contrast administration.2-4,11,12 This lentiform appearance is attributed to the purulent fluid 148

conforming to the subdural space and in some cases, as seen in the present report, can extend over 149

almost an entire cerebral hemisphere (Figure 1).2 In contrast to epidurally located lesions, subdural 150

empyema can cross cranial suture lines. Extension is however limited by dural folds; such as the 151

falx cerebri and tentorium cerebelli.13 This can explain why the infection was limited to only one 152

cerebral hemisphere. 153

154

As with previous reports, blood and urine cultures were not found to be diagnostic and in 155

half of cases haematological and biochemical changes are limited to an inflammatory leukogram 156

and mild-regenerative anemia.1-3,6 Route of infection has been identified in 4/6 previously 157

published cases: retrobulbar abscess (two cases), bite wound (one case), and extension from 158

tympanic bulla (one case).1-3 In this case there was no evidence of otitis media/interna, 159

oropharyngeal lesions, retrobulbar abscesses or bite wounds but a multifocal pneumonia was 160

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spread it cannot be concluded that the subdural empyema and pneumonia in this case were 162

associated as it was not possible to obtain bacterial culture from both sites.17 In previous reports 163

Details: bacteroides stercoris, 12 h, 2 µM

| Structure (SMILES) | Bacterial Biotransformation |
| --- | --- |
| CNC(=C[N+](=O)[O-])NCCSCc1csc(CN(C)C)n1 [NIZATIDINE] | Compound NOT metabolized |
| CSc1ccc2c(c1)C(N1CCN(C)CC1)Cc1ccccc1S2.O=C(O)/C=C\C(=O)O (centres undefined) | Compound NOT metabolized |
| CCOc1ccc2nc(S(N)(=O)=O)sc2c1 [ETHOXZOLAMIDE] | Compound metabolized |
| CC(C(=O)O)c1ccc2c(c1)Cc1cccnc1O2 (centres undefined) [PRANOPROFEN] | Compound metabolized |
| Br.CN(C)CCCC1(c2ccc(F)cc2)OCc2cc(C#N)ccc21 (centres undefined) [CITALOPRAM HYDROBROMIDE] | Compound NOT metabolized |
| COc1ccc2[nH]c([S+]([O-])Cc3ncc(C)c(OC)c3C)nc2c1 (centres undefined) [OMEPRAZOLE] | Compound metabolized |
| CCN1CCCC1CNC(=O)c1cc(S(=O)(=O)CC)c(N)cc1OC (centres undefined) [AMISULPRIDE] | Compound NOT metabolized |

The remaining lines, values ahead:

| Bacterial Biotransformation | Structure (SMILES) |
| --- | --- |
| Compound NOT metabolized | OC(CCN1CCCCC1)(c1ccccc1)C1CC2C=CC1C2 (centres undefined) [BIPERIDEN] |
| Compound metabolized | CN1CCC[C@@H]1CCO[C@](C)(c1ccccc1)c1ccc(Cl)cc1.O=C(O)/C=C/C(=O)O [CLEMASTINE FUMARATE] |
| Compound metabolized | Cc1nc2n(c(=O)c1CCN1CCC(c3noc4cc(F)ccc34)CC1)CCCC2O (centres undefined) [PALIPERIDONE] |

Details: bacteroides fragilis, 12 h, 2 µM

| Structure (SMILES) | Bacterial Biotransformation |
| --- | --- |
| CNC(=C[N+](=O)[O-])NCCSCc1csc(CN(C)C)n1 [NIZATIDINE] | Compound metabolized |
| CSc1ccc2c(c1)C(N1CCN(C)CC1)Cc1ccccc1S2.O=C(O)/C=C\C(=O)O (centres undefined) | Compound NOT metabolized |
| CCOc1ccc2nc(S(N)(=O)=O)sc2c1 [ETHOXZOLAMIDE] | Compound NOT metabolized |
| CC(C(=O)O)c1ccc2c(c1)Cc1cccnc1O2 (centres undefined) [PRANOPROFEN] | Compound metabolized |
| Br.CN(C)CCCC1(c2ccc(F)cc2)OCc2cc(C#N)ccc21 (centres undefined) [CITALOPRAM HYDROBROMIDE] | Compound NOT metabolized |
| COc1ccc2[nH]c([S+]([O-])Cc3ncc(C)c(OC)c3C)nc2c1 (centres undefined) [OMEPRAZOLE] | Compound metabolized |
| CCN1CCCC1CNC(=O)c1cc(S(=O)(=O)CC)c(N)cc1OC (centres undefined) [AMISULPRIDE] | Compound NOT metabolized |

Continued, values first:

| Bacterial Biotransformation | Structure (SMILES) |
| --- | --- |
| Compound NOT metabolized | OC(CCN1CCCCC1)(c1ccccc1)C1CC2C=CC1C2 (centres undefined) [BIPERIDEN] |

bacterial cultures from the sub-dural space at necropsy most commonly identified a polymicrobial 164

growth with at least one anaerobic bacteria (Fusobacterium spp., Bacterioides spp., and 165

Actinomyces spp.). 1-3,6 In this case the benefits of trying to obtain a definitive diagnosis with a

166

cisternal CSF sample were felt to outweigh the potential risks of performing the procedure. MRI 167

signs of increased intracranial pressure were considered relatively mild but as a precaution 168

mannitol was administered prior to CSF sampling and the cat was intensively monitored post-169

sampling. Direct smears from CSF in the current case identified a polymicrobial infection with 170

Gram-positive organisms. However there was insufficient sample to allow culture and it was 171

therefore impossible to provide a definitive identification of the organisms involved. 172

173

Although subdural empyema is expected to disrupt the blood-brain barrier and facilitates 174

drug penetration, the concentration of antimicrobials within the CSF can still be limited.18 175

Consequently clindamycin and enrofloxacin were chosen as antibiotic therapy because both drugs 176

cross the blood-brain barrier and in combination provide excellent broad-spectrum bactericidal 177

antimicrobial activity.19 It is currently unclear how long antibiotic treatment should be continued 178

in cases of feline subdural empyema. The duration of treatment in this case was based on 179

recommendations of medical management of subdural empyema in humans and spinal empyema 180